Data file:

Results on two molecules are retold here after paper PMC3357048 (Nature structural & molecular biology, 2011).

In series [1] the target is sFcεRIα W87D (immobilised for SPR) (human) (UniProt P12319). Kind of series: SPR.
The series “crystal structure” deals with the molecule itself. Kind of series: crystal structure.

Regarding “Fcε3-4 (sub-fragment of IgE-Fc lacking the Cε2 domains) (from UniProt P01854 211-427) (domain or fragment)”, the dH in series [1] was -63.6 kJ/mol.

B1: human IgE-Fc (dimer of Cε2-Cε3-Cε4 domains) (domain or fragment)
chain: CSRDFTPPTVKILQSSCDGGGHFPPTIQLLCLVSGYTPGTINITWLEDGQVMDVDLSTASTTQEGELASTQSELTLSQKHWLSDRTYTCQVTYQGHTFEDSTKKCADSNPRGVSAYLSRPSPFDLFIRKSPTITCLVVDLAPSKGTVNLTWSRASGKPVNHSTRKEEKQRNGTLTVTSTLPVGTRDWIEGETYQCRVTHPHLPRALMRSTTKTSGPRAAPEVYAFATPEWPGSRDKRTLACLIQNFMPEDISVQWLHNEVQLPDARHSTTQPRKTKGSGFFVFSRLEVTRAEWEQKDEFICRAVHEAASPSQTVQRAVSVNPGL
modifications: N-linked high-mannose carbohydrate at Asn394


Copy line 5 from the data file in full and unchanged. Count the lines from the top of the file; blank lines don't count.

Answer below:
B1: human IgE-Fc (dimer of Cε2-Cε3-Cε4 domains) (domain or fragment)